“In our current crisis, where applications for SNAP have increased by 40% since mid-March, I am happy to see that our state has moved to speed up the process for increasing and obtaining SNAP benefits. Gov. Ducey stepped up to the plate on this one and asked the federal government to allow Arizona to automatically increase the amount received by current enrollees, and streamline the application process by eliminating in-person interviews, income restrictions, and suspend work requirements. Additionally, SNAP recipients can now use their EBT cards to order food online, and the state has eliminated the current requirements to reapply, granting an automatic extension for six months.”

 “Arizona should be used as a model for those states that have yet to reform the current SNAP program so that their citizens’ immediate need to put food on the table can be met. Hopefully, in the near future, our economy will return to something resembling normal, and the need for these safety-net programs will be reduced.”

“Even though these measures are in place, we need to remember that there are still people going hungry in the valley, specifically the homeless. My wife and I, along with other volunteers, make sandwiches and deliver them, along with water and cookies, to homeless downtown and in local area parks (many of them are veterans). So, while the government has improved programs like SNAP, there is a very real need for volunteers to help others who go hungry.”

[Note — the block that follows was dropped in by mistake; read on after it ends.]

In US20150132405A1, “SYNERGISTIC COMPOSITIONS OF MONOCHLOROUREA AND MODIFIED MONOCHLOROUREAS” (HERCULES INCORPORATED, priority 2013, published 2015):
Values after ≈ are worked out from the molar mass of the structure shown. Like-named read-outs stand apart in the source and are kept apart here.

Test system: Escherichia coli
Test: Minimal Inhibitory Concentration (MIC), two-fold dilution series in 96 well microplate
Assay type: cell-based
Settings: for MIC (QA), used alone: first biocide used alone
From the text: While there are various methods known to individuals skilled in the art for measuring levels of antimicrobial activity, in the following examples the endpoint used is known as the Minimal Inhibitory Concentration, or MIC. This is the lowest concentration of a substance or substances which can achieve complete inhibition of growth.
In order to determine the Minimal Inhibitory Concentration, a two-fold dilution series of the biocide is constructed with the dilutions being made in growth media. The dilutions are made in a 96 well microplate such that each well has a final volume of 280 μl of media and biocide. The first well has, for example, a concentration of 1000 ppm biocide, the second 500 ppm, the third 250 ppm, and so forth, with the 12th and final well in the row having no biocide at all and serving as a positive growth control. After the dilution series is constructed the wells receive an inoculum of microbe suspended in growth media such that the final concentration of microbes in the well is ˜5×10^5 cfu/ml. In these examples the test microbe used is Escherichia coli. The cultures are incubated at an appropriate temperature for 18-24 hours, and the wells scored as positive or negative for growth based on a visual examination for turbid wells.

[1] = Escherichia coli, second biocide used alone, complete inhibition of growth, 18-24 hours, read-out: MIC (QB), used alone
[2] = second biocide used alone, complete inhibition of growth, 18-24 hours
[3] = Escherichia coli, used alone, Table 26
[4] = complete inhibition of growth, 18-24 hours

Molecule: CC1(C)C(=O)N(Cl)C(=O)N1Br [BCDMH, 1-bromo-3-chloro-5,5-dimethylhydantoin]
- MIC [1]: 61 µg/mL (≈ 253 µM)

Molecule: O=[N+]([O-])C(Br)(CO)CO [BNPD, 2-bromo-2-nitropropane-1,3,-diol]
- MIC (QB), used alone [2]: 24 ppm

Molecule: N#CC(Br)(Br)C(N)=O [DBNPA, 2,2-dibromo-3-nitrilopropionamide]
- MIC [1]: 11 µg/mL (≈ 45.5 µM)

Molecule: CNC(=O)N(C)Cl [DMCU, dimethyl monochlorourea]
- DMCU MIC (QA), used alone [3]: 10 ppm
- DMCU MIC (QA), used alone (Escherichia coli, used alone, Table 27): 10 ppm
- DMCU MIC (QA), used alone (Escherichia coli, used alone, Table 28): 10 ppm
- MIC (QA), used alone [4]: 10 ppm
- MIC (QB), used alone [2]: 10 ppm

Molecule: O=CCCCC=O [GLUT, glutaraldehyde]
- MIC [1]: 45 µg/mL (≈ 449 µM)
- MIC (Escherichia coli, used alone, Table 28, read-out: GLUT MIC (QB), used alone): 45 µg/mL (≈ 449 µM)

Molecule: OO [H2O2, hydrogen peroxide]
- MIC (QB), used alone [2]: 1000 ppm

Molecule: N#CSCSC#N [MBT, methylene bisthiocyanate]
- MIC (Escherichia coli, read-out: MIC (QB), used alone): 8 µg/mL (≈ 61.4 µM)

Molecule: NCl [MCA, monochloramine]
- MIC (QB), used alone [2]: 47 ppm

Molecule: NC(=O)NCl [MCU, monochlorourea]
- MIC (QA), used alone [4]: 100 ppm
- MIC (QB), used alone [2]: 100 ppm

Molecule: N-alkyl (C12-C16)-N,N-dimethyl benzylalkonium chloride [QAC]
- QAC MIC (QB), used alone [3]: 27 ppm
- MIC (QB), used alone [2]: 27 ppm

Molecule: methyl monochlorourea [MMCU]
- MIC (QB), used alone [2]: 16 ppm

This is the United States of America.

People, especially children and the most vulnerable should not go hungry.

There should not be lines of cars stretching miles where people have to wait for hours to get a meal box. 

While the previous efforts of the federal government, the state governments, private groups, and individuals have been helpful and reflect all that is good about the American spirit, more needs to be done.

While the main assistance needs to come from the federal government, private organizations and individuals in Arizona can click here to help find a food bank in their local area to donate to. Even a small donation can feed hundreds of people. 

There should be no question among the nation’s public servants and citizens about the need to stop people from going hungry.

Please remember to:

Turn out and vote on November 3, 2020.

Register/sign up for the Permanent Early Voting List (PEVL) in Arizona or any state that allows early or absentee balloting and mail. Arizona residents can sign up at servicearizona.com

Arizona residents, mail your General Election ballot by October 28, 2020, for the November 3, 2020 election.

Check-in with the Secretary of State’s office where you live to verify your mail-in ballot was received, processed, verified, and counted.

Know the voter ID requirements in your state.

If you can, support Clean Election Candidates with a small contribution.

Also, please remember to stay informed on all the candidates and vote for all the offices on the ballot.

Also, remember to research all the ballot initiatives, sign to get them on the ballot if you support the measure, and vote on them as well.

Remember Election Day is on November 3. 2020.